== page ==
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Getting Started with Discord for Your Business

Getting Started with Discord for Your Business

In the second installment of our Discord for your business trilogy, we’ll walk you through downloading Discord, creating your own servers, and creating channels within those servers. Not sure if Discord is right for your business? Check out our previous post on some useful features and how others are using this handy-dandy messaging application to reach their audience in unique ways. 

Download Discord

Before you can do anything else, you’ll need to head over to the Discord website and grab the download.

Once you’ve got it installed, you’ll need to create an account, which you can do from within the program. Once you open Discord, click “Register” under the sign-in and fill out the form. You’re all set!

Creating a Server

Once your new account is setup, your Discord will look like this: 

We’re going to start by creating a server, with the “+” button next to the exclamation point. Your server is going to be your home base for everything and everyone who you invite to join. Think of it as a Facebook group or a private chat room. If you add different servers, say a private one for you and your family to share pictures, people in other servers that you host will not have access. They are only in the servers that you allow them in. 

  1. Click the”+” button and select “Create a Server” from the pop-up. Name it something that people will recognize as being related to your business. For the sake of example, we’ll call our server “Bart’s House of Examples Galore.” 
  2. At that point, you can also change your server icon, which is how it will display in your users’ sidebar. Make it easily identifiable, like a logo… or this handsome duck.
  3. Once you hit, “Create,” another pop-up will give you a custom link that you can share with whoever you’d like. Optionally, you can set the link to never expire. Otherwise, the link to your server will change every 24 hours, which makes more work for you everytime you want to invite someone, but will also help you keep your server safe from outsiders.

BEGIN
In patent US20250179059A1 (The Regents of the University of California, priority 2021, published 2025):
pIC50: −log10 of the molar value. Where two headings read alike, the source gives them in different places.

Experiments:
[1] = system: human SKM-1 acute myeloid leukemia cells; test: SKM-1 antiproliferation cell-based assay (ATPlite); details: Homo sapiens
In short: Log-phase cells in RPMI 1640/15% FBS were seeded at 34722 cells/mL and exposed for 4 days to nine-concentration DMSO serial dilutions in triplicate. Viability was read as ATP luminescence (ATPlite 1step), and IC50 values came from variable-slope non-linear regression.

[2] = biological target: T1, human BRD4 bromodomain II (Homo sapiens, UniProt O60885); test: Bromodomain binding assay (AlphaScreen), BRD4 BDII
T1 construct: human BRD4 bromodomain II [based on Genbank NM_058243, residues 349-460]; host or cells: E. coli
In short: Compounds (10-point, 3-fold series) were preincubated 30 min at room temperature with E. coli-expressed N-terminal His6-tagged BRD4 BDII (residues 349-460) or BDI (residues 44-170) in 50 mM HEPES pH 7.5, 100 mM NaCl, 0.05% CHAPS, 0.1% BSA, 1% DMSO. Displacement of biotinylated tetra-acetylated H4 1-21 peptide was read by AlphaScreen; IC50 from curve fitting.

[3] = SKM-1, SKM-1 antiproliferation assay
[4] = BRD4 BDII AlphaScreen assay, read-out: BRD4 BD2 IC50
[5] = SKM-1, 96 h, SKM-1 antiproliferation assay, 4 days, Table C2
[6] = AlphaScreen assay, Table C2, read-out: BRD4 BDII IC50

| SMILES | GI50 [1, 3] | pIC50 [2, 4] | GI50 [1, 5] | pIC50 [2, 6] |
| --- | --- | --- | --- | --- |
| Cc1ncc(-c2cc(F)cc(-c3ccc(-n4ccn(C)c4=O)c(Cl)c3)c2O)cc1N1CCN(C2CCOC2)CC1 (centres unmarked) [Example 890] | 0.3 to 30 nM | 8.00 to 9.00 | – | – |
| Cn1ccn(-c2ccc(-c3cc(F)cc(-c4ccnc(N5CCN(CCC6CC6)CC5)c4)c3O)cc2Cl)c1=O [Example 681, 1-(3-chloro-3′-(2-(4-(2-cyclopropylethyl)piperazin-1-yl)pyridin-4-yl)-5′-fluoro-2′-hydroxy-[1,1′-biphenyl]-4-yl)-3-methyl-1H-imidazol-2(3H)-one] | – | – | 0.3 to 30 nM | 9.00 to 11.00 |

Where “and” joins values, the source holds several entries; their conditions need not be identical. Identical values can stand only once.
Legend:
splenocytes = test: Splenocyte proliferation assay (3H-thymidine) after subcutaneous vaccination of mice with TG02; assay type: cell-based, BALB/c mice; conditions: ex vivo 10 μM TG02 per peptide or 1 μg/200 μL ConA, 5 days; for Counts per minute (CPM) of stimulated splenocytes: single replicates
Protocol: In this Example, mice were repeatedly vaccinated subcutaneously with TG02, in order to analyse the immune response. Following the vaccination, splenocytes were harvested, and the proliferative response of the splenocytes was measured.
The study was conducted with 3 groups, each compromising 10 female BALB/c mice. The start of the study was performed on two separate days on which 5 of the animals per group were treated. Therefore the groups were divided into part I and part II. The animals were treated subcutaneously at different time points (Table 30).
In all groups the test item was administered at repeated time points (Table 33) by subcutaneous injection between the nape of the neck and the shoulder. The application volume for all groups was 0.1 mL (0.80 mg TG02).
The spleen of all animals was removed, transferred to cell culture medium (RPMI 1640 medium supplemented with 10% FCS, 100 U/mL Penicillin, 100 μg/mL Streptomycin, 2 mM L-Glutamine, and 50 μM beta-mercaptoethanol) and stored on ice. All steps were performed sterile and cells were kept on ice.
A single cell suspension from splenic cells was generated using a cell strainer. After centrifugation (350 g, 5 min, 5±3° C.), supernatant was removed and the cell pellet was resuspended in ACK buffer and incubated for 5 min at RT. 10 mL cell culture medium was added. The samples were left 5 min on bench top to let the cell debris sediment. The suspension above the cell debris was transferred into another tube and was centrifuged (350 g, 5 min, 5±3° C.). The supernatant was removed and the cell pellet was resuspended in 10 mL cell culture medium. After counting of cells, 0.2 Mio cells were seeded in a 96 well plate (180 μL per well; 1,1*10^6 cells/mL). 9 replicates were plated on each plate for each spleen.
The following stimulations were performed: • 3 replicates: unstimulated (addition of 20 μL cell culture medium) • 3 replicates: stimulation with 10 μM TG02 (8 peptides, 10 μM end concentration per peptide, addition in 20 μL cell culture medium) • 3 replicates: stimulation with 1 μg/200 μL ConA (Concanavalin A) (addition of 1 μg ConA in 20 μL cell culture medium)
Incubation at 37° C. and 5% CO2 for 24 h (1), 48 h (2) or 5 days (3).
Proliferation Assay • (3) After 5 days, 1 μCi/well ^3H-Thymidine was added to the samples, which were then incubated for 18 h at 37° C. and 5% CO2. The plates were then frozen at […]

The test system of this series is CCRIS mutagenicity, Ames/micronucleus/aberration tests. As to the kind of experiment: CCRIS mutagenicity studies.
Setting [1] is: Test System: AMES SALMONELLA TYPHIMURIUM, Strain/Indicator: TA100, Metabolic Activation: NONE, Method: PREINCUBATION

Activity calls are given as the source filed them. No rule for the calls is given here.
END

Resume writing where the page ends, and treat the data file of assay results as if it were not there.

4. Your new server will look pretty boring for now, but that’ll change as you customize and add features. 

Adding Channels

If servers are like private chat rooms, the channels are the topics you can choose from. Discord makes it easy to create both private and public channels. A public channel will allow everyone to access it, while a private channel can have a set list of people that you want to allow in. This would come in handy if you have a Patreon with different reward tiers. Those who pay more per month might have access to exclusive channels that the general population wouldn’t.

We’ll go through creating both a public and a private channel, next:

1. Click the “+” button next to “Text Channels” or “Voice Channels,” depending on which you want to create. 

2. Name your channel something that is pretty obvious to the topic. Let’s assume that you have a podcast with those Patreon leveled rewards. This might be your “Feedback,” “Future Topic Suggestions,” or “Memes About the Show” channel. This is completely based on what your business and your purpose in having the Discord is. Once you’ve named it, hit “Create Channel.”

3. At this point, the channel would be open to everyone. To make it a little more private, click your channel, prompting a small cog wheel to appear next to the name. These are your channel settings. Click there to access your channel options. 

4. There are tons of options that you can play with, including preventing spam by limiting the number of messages or following online “channels” that will autopost into your Discord’s channel when there are announcements or updates. For now, let’s focus on “Permissions.”

5. Every option has an X or a Check next to it. If you want to completely limit the channel to everyone except a very specific list of people or roles, go down and hit the X next to everything under General Permissions:

6. From there, you can further customize what you’ll allow the members that can access that channel to do, like reading or sending messages. These options are up to you, but remember that these specific options apply to people who you WANT in the channel. Clicking the X next to “Read Messages” will prevent the specially selected group of members from seeing anything in the channel. 

Got Your Server Ready? Time for the Fun Stuff

Next week, we’ll wrap up our Discord server with two of the more complicated processes: Creating roles and adding bots to make the experience more personalized. We’ll see you then!

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